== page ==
LOS ANGELES – Yes, it's another thriller about scary things in the TV set.
"White Noise," (search) which debuts this weekend, stars Michael Keaton (search) as a grieving husband drawn to noises on the radio and images in television snow, which he comes to believe are messages from beyond the grave.
The movie centers around the controversial premise of electronic voice phenomenon (search), the alleged capturing of the voices of the dead on electronic recording devices, which has a legion of believers. New technology has only strengthened their faith.
"As the technology evolved, so has the communication. And it's really — the reason it's so technological is simply that it's a means for them to communicate with us — and they're using it," EVP experts Tom and Lisa Butler, who have used EVP to help people with grief, told FOX News.
Keaton was a little more skeptical.
"I'm not saying things like this aren't interesting to me, because they are, because I have a big curiosity about a lot of things — but it's not like, 'Oh, I love this area and I've always wanted to do a movie about this.' I wasn't really thinking about it one way or another," he told FOX.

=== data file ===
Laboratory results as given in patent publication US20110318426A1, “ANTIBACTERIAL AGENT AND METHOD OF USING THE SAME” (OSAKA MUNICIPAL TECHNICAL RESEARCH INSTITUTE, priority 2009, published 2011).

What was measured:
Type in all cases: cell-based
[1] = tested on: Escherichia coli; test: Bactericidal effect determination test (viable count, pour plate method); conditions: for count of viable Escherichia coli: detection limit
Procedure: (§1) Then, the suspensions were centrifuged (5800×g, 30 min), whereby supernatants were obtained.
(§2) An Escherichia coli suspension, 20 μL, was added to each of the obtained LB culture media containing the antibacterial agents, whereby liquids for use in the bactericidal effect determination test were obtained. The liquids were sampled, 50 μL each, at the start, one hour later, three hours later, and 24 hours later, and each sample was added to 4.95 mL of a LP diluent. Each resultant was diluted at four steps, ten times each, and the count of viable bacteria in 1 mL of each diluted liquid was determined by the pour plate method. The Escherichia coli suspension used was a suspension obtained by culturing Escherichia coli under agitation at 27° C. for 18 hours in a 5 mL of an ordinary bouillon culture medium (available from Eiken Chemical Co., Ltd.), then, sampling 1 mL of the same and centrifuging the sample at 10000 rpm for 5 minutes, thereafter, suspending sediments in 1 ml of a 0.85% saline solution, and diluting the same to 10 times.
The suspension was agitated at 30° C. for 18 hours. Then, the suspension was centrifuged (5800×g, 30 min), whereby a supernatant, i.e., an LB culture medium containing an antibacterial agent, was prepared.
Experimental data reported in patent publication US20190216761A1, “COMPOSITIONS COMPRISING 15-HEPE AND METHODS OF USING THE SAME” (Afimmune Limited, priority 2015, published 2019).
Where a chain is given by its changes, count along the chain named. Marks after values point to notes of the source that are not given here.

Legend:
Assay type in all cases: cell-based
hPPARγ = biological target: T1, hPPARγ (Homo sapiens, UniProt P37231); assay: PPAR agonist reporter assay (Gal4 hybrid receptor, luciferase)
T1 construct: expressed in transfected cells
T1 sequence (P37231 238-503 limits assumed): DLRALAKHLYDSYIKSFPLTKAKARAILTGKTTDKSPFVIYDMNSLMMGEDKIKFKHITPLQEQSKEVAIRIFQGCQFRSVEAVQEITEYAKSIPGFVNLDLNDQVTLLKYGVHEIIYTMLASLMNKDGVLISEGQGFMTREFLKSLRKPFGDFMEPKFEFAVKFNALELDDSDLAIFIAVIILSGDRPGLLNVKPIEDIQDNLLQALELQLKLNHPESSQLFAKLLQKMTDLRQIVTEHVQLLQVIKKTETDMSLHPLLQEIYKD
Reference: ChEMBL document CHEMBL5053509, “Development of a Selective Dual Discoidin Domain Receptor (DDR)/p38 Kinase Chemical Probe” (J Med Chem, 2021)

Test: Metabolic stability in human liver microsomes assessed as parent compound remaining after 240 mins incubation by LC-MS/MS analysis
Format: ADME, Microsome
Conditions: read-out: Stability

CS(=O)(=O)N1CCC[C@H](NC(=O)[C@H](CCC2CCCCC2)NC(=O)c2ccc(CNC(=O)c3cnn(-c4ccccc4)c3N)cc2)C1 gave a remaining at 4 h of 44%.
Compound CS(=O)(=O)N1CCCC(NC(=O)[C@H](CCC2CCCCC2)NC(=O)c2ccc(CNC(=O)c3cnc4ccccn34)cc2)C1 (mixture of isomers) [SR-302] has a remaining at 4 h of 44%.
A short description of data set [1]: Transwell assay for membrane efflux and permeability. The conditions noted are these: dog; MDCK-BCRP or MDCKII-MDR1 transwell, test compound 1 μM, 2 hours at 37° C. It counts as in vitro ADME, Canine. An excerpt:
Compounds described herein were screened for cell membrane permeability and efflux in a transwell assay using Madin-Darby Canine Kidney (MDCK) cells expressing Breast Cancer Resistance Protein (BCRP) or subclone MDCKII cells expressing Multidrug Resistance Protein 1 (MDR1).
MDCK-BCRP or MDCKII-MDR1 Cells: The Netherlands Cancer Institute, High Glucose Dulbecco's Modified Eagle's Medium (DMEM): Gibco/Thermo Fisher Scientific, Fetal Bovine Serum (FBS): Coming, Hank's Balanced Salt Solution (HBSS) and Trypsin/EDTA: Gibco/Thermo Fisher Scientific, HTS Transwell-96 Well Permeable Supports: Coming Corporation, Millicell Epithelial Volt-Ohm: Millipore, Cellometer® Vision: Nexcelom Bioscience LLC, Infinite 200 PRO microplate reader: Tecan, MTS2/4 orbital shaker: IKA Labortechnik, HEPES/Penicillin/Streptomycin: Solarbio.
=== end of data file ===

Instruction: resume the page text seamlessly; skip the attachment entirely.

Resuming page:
However, the "Beetle Juice" actor thinks that even if it's not EVP, there's still "something else" out there.
"I'm not exactly a non-believer," he said. "I have a lot of doubts about a lot of things — but there has to be something. If not this, then ...," Keaton said, leaving the question open.
Paranormal aside, Keaton thinks the movie is worth your $10.
"It's just a big 'ol scary fun ride that you get real involved in — it's very tense but, like, good tense, you know?" he told FOX.
But critics, such as AP film writer Christy Lemire, are trying to scare people away from theaters.
"We've already seen this paranormal territory covered more effectively in the unusually successful American remake of 'The Ring,' and, long before that, in the truly scary 'Poltergeist,'" she wrote in her review.
The New York Daily News gave "White Noise" one and a half stars.
FOX News' Mike Waco and Anita Vogel contributed to this report.